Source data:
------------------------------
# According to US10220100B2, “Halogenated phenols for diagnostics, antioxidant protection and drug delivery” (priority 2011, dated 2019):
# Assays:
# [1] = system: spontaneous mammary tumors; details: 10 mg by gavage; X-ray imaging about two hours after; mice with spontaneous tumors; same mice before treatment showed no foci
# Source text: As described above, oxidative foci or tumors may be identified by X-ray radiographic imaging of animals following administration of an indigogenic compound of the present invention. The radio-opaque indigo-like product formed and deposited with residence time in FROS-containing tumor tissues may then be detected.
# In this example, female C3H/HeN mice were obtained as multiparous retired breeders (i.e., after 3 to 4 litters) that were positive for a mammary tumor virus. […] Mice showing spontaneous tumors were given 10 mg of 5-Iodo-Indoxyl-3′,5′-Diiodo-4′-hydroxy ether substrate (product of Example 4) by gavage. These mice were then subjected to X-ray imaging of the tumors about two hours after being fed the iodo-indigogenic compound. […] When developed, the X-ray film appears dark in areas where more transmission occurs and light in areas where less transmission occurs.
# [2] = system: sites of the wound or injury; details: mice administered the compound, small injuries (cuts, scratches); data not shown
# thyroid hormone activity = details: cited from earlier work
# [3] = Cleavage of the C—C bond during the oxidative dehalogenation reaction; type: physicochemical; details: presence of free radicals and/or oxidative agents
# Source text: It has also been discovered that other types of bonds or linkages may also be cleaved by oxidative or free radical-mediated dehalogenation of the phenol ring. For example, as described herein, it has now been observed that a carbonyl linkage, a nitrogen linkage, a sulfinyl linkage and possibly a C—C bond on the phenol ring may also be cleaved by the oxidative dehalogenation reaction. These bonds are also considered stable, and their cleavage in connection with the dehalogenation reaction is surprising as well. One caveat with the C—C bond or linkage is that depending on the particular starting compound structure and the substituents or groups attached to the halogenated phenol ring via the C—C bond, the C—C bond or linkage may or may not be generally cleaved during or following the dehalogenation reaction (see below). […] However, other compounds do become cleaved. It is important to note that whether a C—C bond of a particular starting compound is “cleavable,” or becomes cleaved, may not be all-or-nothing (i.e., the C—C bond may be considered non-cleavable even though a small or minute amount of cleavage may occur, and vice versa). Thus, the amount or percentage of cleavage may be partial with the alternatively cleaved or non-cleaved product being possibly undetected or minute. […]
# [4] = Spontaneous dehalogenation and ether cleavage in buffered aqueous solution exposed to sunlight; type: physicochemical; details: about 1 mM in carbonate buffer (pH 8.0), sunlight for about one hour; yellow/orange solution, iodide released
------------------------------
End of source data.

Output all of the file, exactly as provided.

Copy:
# According to US10220100B2, “Halogenated phenols for diagnostics, antioxidant protection and drug delivery” (priority 2011, dated 2019):
# Assays:
# [1] = system: spontaneous mammary tumors; details: 10 mg by gavage; X-ray imaging about two hours after; mice with spontaneous tumors; same mice before treatment showed no foci
# Source text: As described above, oxidative foci or tumors may be identified by X-ray radiographic imaging of animals following administration of an indigogenic compound of the present invention. The radio-opaque indigo-like product formed and deposited with residence time in FROS-containing tumor tissues may then be detected.
# In this example, female C3H/HeN mice were obtained as multiparous retired breeders (i.e., after 3 to 4 litters) that were positive for a mammary tumor virus. […] Mice showing spontaneous tumors were given 10 mg of 5-Iodo-Indoxyl-3′,5′-Diiodo-4′-hydroxy ether substrate (product of Example 4) by gavage. These mice were then subjected to X-ray imaging of the tumors about two hours after being fed the iodo-indigogenic compound. […] When developed, the X-ray film appears dark in areas where more transmission occurs and light in areas where less transmission occurs.
# [2] = system: sites of the wound or injury; details: mice administered the compound, small injuries (cuts, scratches); data not shown
# thyroid hormone activity = details: cited from earlier work
# [3] = Cleavage of the C—C bond during the oxidative dehalogenation reaction; type: physicochemical; details: presence of free radicals and/or oxidative agents
# Source text: It has also been discovered that other types of bonds or linkages may also be cleaved by oxidative or free radical-mediated dehalogenation of the phenol ring. For example, as described herein, it has now been observed that a carbonyl linkage, a nitrogen linkage, a sulfinyl linkage and possibly a C—C bond on the phenol ring may also be cleaved by the oxidative dehalogenation reaction. These bonds are also considered stable, and their cleavage in connection with the dehalogenation reaction is surprising as well. One caveat with the C—C bond or linkage is that depending on the particular starting compound structure and the substituents or groups attached to the halogenated phenol ring via the C—C bond, the C—C bond or linkage may or may not be generally cleaved during or following the dehalogenation reaction (see below). […] However, other compounds do become cleaved. It is important to note that whether a C—C bond of a particular starting compound is “cleavable,” or becomes cleaved, may not be all-or-nothing (i.e., the C—C bond may be considered non-cleavable even though a small or minute amount of cleavage may occur, and vice versa). Thus, the amount or percentage of cleavage may be partial with the alternatively cleaved or non-cleaved product being possibly undetected or minute. […]
# [4] = Spontaneous dehalogenation and ether cleavage in buffered aqueous solution exposed to sunlight; type: physicochemical; details: about 1 mM in carbonate buffer (pH 8.0), sunlight for about one hour; yellow/orange solution, iodide released